Unlike high fashion or craft beer, things move a little slower in the wine world. Over the past decade, however, orange wine has gone from ancient and obscure, to hip insiders’ favorite, to increasingly mainstream. It is now even offered by discount supermarket chains like Aldi.
To better understand the category, we caught up with Patrick Cournot, partner and sommelier at New York’s East Village wine hangout, Ruffian. Cournot and his team offer one of the largest selections of orange wine in NYC, and aim to introduce the style to a wider audience.
“Orange wines are trendy and a little mischievous,” Cournot says. So Ruffian decided to group them together using marijuana metaphors. Their “sativas,” for example, are acidic, aromatic wines, likely to wake you up. The “indicas,” meanwhile, are smooth and laid back, while the “dutch” are full-bodied, boldly tannic, and often smoky.
Before the time comes to select your preferred style, we’re going to answer all the questions you might have about orange wine, but were too embarrassed to ask.
Is it made from oranges?
“While there are a few obscure beverages made from oranges, this is not what sommeliers are referring to,” Cournot says. But he does get asked this question a lot. Instead, the name refers to the orange hue of wines made from white grapes in an unconventional manner.
What’s so unusual about how it’s made?
Orange wines are the product of vinifying white grapes the way red wine is normally made. Instead of removing skins after grapes are pressed (as is standard for whites), the juice, called must, is fermented in contact with skins. “This colors the juice,” Cournot explains, “and gives it [tannic] structure and bitterness similar to a red wine.”
What does it taste like?
Tasting tannins in wines made with white grapes is uncommon. But unlike a gripping Cabernet Sauvignon, for example, the effect in orange wine is more subtle, like a strongly brewed iced tea.
“Most orange wines taste like a bolder, more savory version of [wines from] the same white grape,” Cournot says. Generally speaking, orange wines display “mild flavors of stone fruit, like peaches; tea flavors, like strong oolong; and an impression of honey, without actually being sweet.”
Is it related to blue wine?
Orange wine has nothing to do with (the abomination that is) blue wine. Blue wine is made from red and white grapes, and gains its striking unnatural color from the addition of anthocyanin and indigo pigments.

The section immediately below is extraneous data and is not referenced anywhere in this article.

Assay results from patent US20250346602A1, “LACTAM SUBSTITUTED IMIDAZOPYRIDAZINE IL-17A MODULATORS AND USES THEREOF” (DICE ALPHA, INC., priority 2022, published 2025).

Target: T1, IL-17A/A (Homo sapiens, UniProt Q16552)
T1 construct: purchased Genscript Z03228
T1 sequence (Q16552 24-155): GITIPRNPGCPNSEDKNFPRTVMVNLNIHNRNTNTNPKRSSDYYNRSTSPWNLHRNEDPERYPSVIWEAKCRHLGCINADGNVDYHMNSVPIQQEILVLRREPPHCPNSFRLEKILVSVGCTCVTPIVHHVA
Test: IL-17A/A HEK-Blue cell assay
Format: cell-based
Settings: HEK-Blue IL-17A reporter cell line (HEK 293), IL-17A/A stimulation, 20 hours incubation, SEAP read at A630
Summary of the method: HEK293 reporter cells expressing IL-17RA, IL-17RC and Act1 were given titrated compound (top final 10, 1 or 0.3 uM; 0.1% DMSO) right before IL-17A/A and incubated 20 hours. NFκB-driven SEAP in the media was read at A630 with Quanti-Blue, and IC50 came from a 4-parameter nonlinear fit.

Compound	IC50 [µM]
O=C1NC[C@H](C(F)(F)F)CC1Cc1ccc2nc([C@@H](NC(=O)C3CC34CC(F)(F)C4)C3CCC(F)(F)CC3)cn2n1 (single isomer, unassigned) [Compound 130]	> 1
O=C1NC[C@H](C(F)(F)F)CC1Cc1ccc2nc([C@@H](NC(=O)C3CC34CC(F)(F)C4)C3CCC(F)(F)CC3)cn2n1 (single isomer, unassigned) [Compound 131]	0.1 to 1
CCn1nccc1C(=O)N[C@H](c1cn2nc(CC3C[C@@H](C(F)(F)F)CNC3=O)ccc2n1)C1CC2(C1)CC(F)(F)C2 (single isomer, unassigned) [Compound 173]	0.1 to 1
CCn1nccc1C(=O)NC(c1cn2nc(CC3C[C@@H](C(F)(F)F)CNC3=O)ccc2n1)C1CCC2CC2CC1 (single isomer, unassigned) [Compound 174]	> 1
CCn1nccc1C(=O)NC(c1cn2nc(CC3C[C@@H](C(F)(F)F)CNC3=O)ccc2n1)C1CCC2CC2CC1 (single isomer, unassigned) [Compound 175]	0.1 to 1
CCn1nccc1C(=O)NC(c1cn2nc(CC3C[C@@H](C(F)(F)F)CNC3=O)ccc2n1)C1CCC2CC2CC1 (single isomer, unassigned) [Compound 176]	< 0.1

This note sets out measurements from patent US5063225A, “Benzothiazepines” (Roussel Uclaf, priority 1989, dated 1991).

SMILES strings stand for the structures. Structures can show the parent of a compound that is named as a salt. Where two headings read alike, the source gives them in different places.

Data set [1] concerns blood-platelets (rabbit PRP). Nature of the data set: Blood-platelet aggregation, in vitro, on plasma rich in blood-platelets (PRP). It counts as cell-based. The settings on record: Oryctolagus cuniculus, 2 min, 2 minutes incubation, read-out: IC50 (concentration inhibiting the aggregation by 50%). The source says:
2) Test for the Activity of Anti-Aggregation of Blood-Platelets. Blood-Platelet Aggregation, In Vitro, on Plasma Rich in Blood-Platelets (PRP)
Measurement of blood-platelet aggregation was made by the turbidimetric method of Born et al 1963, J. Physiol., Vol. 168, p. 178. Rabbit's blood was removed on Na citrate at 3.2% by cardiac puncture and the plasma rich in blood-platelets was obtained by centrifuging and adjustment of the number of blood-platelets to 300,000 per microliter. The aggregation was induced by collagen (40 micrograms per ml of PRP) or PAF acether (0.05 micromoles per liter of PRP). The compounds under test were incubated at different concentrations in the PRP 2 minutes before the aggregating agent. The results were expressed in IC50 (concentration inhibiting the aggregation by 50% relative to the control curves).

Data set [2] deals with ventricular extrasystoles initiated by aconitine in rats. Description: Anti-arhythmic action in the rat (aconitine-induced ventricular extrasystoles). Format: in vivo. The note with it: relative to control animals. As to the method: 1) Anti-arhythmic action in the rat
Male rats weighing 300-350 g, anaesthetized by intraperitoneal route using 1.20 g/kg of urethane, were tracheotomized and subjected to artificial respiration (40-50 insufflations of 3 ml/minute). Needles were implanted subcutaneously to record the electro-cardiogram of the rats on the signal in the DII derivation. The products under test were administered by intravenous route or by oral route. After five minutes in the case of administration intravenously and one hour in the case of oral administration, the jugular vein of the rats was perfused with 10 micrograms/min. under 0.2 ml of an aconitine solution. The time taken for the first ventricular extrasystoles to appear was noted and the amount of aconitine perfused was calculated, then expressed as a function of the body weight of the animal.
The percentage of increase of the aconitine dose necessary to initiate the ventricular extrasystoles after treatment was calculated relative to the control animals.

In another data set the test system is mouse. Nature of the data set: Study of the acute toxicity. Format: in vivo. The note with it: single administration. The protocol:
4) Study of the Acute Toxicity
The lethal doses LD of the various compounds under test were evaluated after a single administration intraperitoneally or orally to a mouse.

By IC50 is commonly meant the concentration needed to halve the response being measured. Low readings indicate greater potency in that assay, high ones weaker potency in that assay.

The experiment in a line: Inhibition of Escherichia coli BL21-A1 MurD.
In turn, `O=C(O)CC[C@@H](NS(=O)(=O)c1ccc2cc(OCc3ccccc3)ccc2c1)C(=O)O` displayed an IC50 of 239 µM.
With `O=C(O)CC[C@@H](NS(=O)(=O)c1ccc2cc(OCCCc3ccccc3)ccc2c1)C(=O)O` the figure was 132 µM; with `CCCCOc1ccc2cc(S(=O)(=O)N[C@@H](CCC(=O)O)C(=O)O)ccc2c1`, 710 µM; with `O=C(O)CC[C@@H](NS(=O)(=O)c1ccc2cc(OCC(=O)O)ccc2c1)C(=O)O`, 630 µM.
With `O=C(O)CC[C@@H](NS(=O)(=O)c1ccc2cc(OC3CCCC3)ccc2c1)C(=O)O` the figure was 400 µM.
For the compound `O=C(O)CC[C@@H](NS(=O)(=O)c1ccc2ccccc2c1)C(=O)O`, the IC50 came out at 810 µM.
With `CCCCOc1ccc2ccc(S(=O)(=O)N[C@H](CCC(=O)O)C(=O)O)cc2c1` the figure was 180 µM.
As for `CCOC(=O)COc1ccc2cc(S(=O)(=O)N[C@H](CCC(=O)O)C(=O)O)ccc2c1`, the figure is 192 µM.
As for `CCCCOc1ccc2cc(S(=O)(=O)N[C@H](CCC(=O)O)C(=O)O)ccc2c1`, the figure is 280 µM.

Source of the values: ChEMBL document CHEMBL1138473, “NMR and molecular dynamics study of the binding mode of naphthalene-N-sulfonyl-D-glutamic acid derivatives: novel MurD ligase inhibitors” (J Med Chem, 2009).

What’s the right temperature to drink or serve orange wine?
As with all wines, the flavors in orange wines are subtler when chilled and become more expressive as they warm up.
“[Orange wines] are best when they are slightly warmer than a classic white, and slightly cooler than a red,” Cournot says, “around 55 degrees F.” It’s also perfectly acceptable to drink them slightly cooler, around 50 degrees, if it’s hot outside and you want them to be very refreshing.
Can you pair orange wines with food?
Orange wines are bold and complex, but you shouldn’t shy away from pairing them with food. They’re especially great at pairing with dishes whose flavors might better match a white wine, Cournot says, but require the fuller body of a red. “They’re also useful for handling strong spice or nut flavor,” he says.
“Orange wine goes with food from the Caucuses, Asia Minor, and the Balkans,” Cournot says. “In most of those cultures, individual dishes are rarely paired with wines. Instead, a spread of dishes are served at the same time, and multiple bottles will be placed in the middle of the table. These wines can handle this wide range of flavors well.”
Is orange wine a new invention?
Though very much à la mode, the first examples of orange wine appeared over 6,000 years ago in the Caucasus region, in the area now known as Georgia (the country, not the state).
Is orange wine the same as skin-contact wine?
All skin-contact wines are not orange, but all orange wines are made from skin contact.
Technically, the term skin contact could be used to describe all red wines, as they are always fermented in contact with grape skins. But the term is only usually applied to describe wines made using white grapes, where skin contact produces a notable departure from the standard style, such as orange wine.